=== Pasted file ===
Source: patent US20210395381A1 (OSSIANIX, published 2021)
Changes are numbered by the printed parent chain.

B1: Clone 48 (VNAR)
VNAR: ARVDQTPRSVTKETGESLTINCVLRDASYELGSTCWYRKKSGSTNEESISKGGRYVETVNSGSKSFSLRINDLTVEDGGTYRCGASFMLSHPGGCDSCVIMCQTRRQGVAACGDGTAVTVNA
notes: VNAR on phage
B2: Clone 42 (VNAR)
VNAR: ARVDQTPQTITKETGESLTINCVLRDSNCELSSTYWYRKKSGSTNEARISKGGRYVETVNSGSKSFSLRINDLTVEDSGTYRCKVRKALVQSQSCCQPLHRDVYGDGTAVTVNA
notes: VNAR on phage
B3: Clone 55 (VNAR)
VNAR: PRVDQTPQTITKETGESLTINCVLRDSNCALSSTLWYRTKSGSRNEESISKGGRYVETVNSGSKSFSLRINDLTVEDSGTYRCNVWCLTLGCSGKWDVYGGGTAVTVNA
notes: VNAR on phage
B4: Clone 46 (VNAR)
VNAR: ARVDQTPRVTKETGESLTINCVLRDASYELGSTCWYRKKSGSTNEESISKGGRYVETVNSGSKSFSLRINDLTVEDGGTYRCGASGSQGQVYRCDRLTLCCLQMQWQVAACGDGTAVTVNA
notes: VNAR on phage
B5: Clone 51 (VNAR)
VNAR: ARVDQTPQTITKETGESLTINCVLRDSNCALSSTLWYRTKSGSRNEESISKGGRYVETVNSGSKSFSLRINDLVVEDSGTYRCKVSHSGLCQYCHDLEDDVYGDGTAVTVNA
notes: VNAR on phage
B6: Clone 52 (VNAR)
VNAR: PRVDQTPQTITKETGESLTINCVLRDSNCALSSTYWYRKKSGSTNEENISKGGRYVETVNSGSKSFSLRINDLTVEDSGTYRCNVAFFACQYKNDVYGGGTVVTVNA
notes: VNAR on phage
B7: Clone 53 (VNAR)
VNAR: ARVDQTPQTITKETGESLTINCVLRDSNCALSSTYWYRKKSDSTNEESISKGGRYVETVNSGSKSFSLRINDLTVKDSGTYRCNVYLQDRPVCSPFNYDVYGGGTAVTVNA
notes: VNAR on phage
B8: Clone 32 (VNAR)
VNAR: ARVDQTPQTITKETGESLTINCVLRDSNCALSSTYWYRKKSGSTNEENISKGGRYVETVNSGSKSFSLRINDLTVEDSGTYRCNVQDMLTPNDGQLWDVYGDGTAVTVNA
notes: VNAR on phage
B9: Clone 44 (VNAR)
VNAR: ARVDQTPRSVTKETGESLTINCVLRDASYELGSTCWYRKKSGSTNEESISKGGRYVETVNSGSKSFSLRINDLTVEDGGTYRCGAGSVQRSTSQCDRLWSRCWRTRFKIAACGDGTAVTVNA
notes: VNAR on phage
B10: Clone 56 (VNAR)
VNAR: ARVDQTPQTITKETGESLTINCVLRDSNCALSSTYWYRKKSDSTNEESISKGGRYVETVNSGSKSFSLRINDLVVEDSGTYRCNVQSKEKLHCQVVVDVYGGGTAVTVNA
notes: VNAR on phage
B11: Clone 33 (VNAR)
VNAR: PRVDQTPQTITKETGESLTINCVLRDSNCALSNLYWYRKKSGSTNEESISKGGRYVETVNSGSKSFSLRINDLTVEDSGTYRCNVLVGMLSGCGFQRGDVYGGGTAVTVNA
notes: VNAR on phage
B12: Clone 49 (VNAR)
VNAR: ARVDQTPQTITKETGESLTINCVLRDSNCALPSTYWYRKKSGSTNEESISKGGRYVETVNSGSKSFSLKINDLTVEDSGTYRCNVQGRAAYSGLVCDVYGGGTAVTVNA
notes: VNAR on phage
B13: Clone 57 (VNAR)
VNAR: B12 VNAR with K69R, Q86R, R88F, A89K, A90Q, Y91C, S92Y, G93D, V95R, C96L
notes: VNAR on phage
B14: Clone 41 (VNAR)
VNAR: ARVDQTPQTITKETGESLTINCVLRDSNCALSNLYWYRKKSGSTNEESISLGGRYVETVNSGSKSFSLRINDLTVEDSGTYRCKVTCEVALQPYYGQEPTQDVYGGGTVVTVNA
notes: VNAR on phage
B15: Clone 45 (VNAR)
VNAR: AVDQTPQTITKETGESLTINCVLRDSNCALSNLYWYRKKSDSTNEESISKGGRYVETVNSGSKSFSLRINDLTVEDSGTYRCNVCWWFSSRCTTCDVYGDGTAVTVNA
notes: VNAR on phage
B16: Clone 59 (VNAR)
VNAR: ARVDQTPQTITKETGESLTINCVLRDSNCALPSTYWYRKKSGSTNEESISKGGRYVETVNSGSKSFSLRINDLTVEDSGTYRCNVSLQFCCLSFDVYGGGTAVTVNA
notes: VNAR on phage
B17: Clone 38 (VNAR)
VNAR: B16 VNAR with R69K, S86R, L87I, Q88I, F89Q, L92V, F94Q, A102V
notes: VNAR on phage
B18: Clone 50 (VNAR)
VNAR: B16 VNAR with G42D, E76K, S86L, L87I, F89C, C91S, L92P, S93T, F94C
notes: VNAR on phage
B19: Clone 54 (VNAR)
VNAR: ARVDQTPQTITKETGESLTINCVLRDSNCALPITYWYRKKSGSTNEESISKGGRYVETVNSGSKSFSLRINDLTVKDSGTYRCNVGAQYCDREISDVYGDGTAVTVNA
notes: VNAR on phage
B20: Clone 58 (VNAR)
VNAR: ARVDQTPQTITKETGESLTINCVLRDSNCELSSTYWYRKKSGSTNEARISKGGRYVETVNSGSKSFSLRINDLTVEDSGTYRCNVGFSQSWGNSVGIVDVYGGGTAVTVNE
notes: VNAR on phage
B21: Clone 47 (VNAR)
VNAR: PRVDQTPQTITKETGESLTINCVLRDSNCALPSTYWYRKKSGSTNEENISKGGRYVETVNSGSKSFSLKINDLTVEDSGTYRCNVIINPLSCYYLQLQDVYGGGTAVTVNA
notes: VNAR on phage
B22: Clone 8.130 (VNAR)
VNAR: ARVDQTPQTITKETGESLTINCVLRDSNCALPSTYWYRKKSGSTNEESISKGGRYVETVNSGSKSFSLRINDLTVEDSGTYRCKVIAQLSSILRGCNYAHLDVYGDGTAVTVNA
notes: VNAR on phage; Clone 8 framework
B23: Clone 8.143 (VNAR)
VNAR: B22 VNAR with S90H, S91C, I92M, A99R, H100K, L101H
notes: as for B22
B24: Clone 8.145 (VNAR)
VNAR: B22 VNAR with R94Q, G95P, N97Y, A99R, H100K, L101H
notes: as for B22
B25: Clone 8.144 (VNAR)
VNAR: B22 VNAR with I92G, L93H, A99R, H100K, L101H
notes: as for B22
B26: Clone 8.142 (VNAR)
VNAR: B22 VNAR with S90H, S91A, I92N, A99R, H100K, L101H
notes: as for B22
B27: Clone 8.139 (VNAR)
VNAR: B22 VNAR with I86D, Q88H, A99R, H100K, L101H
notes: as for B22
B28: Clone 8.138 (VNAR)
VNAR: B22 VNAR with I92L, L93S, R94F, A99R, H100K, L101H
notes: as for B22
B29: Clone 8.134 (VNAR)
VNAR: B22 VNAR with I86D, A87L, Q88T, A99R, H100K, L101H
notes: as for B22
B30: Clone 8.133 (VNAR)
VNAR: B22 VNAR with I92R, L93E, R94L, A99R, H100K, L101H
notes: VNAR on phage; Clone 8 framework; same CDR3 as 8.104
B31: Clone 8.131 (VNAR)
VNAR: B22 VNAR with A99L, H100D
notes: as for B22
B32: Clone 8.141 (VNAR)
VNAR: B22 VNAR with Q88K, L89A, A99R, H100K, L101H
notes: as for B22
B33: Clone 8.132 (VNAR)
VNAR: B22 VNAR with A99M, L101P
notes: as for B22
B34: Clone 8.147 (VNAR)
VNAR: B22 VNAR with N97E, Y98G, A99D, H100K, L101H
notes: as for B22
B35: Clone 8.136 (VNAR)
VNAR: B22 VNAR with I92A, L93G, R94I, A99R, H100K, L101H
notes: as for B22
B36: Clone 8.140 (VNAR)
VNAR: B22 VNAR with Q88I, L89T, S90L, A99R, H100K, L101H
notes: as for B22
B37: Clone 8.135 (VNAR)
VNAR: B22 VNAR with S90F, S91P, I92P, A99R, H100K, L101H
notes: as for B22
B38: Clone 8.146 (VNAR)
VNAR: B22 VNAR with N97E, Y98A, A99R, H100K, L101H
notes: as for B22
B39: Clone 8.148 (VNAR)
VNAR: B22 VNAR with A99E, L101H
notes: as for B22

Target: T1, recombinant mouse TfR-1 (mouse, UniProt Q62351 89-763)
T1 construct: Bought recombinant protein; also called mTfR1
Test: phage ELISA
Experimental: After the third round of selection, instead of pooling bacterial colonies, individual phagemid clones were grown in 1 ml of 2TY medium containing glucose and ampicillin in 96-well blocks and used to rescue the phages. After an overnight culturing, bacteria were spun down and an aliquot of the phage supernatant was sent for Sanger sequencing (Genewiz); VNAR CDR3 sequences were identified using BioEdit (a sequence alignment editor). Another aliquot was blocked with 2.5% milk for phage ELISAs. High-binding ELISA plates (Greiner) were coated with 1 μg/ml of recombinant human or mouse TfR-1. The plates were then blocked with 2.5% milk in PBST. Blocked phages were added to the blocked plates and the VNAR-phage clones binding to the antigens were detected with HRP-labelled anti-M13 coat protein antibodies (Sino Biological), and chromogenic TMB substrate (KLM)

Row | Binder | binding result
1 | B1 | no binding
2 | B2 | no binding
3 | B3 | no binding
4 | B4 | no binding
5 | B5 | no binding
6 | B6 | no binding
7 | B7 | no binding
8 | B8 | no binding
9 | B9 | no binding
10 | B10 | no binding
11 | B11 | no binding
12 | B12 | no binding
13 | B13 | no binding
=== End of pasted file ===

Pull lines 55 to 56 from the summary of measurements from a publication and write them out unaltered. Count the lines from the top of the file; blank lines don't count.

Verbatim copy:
VNAR: B16 VNAR with G42D, E76K, S86L, L87I, F89C, C91S, L92P, S93T, F94C
notes: VNAR on phage